Brian Chesky from adesias. on Vimeo.

“People are going to share everything. I think there is a larger trend of people online going offline and connecting together. The idea of people sharing food and other types of natural resources is really interesting. People sharing idle time, their skills, or their knowledge… It is truly a movement in the global economy.”

This quote is taken from an inspiring interview with Brian Chesky (cofounder and CEO of Airbnb) shot by Eric Baille, from Adesias*. Brian tells us how Airbnb impacts upon the local economy and gives his vision of the future – that of a sharing Economy.

For those of you who don’t know, Airbnb is a « community marketplace that connects people travelling all around the world to share « unique spaces »  (from airbeds, to castles, or treehouses) and live different travel experiences described as local, authentic, and human (« Travel like a human » is Airbnb motto).

With over 100,000 unique listings available in more than 19,000 cities in 192 countries, Airbnb already has a very significant presence all over the world. It has grown rapidly in terms of users and listings but also in terms of innovative service. Brian has an unique experience in building a pioneering and probably the most successful sharing startup.

We had the chance to meet Brian at La Cantine in Paris for a Master Class Event. Here are 5 lessons we got from him for entrepreneurs in the collaborative consumption space (special thanks to Natalie Ortiz for writing this post).

1. Build something for yourself

Build something you would love to use and something that would make your life more simple. Build a service that works, “think you are building it just for yourself at the beginning, that way you will be convinced it’s good”. Create something you truly believe in.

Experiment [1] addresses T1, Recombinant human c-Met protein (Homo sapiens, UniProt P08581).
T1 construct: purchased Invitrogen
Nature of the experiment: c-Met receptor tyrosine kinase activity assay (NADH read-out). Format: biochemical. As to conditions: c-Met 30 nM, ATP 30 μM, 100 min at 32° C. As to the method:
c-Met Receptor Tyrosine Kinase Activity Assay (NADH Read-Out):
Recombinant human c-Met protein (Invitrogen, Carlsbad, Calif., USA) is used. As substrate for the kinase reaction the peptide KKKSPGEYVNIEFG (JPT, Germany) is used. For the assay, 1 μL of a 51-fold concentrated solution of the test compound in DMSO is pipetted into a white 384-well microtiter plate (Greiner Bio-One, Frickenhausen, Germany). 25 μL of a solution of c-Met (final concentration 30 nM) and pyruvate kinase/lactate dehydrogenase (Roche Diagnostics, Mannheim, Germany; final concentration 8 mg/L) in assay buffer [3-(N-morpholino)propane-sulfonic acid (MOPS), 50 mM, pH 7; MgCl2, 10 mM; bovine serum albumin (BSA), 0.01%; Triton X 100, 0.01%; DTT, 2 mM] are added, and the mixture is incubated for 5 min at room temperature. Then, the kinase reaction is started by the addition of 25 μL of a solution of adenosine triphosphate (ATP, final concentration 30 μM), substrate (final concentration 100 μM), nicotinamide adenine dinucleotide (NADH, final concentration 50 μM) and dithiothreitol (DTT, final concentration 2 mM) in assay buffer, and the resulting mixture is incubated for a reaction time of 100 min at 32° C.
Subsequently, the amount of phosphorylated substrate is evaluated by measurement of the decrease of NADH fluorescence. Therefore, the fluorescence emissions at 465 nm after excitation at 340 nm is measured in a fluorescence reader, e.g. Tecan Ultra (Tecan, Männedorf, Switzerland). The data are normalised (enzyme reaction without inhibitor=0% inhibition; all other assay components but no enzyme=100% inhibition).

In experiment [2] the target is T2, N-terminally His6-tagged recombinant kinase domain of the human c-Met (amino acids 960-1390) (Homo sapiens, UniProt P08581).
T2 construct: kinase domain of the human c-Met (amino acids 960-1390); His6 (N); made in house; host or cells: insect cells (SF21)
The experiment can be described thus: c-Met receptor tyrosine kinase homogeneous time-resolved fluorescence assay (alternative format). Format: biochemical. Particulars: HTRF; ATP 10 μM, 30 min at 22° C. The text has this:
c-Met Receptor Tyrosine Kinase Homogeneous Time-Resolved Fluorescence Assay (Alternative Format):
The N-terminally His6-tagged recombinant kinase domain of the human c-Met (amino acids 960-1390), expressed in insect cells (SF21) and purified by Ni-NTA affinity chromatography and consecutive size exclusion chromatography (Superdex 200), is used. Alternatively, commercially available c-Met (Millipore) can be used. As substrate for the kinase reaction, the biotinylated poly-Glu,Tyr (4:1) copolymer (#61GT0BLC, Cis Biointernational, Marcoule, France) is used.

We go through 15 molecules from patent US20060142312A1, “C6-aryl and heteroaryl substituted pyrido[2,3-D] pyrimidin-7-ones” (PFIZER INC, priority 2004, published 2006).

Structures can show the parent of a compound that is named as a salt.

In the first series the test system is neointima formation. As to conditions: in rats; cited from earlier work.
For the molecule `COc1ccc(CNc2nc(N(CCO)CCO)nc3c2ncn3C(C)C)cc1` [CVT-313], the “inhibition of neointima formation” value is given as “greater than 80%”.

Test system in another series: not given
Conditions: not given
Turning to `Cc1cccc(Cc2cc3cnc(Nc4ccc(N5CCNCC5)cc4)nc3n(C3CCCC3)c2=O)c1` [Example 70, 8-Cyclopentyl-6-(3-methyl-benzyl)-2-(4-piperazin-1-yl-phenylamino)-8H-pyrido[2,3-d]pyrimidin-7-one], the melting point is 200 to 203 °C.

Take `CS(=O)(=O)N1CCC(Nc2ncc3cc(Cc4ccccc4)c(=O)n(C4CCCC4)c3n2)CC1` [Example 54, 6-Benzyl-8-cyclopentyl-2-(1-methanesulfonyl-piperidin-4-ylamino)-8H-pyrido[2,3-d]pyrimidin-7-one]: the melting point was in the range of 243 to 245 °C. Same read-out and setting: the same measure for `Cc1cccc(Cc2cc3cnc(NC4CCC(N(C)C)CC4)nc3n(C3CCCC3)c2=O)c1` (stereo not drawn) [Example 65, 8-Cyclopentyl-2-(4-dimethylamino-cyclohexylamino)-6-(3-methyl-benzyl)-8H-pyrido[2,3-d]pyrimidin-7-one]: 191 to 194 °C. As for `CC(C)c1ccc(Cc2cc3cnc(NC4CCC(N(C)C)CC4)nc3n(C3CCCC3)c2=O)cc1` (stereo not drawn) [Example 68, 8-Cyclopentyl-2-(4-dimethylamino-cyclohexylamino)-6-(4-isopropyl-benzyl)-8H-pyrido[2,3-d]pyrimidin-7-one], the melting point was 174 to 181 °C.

Be passionate.

2. Do small things well

If you want to reach a very wide audience and do many things at the same time you are probably going to be aiming for too much and it will be harder to focus on basic, practical things that work. Concentrate your efforts on a small community of people and in one concept at first.

Be focused.

3. Get your hands dirty

Go into the field and experiment with your service as an user, get out of the office and off the laptop. Try to solve the problems by yourself, ask your friends and your family to test the service, move to cities where people are using it,  and do it by yourself.

Be a problem solver.

4. Live with your users

Meet them, listen to them, understand what they need and what they want. When Brian’s house turned into the first Airbnb office, when even the kitchen had become a desk, he decided to leave his room and started to live on Airbnb, that’s when he started experiencing his service for real. By having breakfast wearing pyjamas with his hosts, he probably obtained the most valuable insights for his service.

Be empathetic.

5. Make people love you (not just like you)

« It’s better to have 100 people that love you than 1 million people that kind of like you ». “If you have 1 million users, you can’t meet them all, if you have 100 you can meet them! “ If you get all these people to love you, they will be committed to telling others about your service and your story, they will be your brand ambassadors.

Be loved.

This last one sort of goes back to the second point: small things that don’t seem capable of having a big impact will eventually pay off.

The story of Airbnb is an example of a different model, a collaborative one that is changing the way people travel. But in the end, it just gives us the opportunity to travel the way we want. We are starting to realise that sharing can make us happier.

Collaborative services, in order to be successful should be user-centered and should be able to adapt to what people want and need, Airbnb is a good example of how to make sharing happen!

* I’m grateful to Eric for this interview. You should have a look at his awesome video on Gen Y (it is in French).

A propos de Antonin Léonard


Rédacteur en chef de consocollaborative.com et co-fondateur de OuiShare, j'accompagne startups, grands groupes et acteurs publics vers une meilleure compréhension des leviers et impacts de l'économie collaborative.

2 Responses to 5 lessons from Airbnb for the Sharing Movement

  1. Formation dit :

    Cet article est passionnant et je viens d’ailleurs le partager à une collègue qui semble être d’accord avec vous et je suis sûre qu’elle m’en remerciera. Bravo pour cet article et votre énergie pour mettre en commun ces idées. Je serais enchantée de pouvoir lire vos billets sur ce thème dans les prochains mois. Cela m’est vraiment très précieux ! Merci 1000 fois !

  2. I completely agree!
    Thank you Antonin

    Odile from ride sharing site carpooling.com